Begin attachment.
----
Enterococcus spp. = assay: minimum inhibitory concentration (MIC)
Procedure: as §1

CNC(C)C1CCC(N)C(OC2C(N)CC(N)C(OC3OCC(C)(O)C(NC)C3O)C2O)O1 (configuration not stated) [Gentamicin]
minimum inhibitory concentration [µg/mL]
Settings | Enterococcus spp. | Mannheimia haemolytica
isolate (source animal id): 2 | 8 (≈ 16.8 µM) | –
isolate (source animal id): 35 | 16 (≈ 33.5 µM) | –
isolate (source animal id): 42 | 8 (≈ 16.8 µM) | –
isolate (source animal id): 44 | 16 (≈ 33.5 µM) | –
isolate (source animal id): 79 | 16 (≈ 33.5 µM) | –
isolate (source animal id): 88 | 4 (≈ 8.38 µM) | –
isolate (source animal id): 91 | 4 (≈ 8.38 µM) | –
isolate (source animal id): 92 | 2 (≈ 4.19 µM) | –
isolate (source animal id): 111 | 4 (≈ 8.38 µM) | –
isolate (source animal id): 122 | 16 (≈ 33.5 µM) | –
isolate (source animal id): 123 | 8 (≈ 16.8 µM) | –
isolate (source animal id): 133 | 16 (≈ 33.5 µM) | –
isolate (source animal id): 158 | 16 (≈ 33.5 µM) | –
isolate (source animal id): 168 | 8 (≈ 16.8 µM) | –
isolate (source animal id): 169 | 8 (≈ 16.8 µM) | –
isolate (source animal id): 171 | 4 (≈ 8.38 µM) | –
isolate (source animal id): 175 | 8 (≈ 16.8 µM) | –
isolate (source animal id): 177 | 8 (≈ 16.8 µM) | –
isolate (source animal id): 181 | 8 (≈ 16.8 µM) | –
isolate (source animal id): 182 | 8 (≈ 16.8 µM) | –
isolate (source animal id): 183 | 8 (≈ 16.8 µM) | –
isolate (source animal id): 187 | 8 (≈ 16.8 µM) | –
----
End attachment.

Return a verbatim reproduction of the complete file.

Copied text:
Enterococcus spp. = assay: minimum inhibitory concentration (MIC)
Procedure: as §1

CNC(C)C1CCC(N)C(OC2C(N)CC(N)C(OC3OCC(C)(O)C(NC)C3O)C2O)O1 (configuration not stated) [Gentamicin]
minimum inhibitory concentration [µg/mL]
Settings | Enterococcus spp. | Mannheimia haemolytica
isolate (source animal id): 2 | 8 (≈ 16.8 µM) | –
isolate (source animal id): 35 | 16 (≈ 33.5 µM) | –
isolate (source animal id): 42 | 8 (≈ 16.8 µM) | –
isolate (source animal id): 44 | 16 (≈ 33.5 µM) | –
isolate (source animal id): 79 | 16 (≈ 33.5 µM) | –
isolate (source animal id): 88 | 4 (≈ 8.38 µM) | –
isolate (source animal id): 91 | 4 (≈ 8.38 µM) | –
isolate (source animal id): 92 | 2 (≈ 4.19 µM) | –
isolate (source animal id): 111 | 4 (≈ 8.38 µM) | –
isolate (source animal id): 122 | 16 (≈ 33.5 µM) | –
isolate (source animal id): 123 | 8 (≈ 16.8 µM) | –
isolate (source animal id): 133 | 16 (≈ 33.5 µM) | –
isolate (source animal id): 158 | 16 (≈ 33.5 µM) | –
isolate (source animal id): 168 | 8 (≈ 16.8 µM) | –
isolate (source animal id): 169 | 8 (≈ 16.8 µM) | –
isolate (source animal id): 171 | 4 (≈ 8.38 µM) | –
isolate (source animal id): 175 | 8 (≈ 16.8 µM) | –
isolate (source animal id): 177 | 8 (≈ 16.8 µM) | –
isolate (source animal id): 181 | 8 (≈ 16.8 µM) | –
isolate (source animal id): 182 | 8 (≈ 16.8 µM) | –
isolate (source animal id): 183 | 8 (≈ 16.8 µM) | –
isolate (source animal id): 187 | 8 (≈ 16.8 µM) | –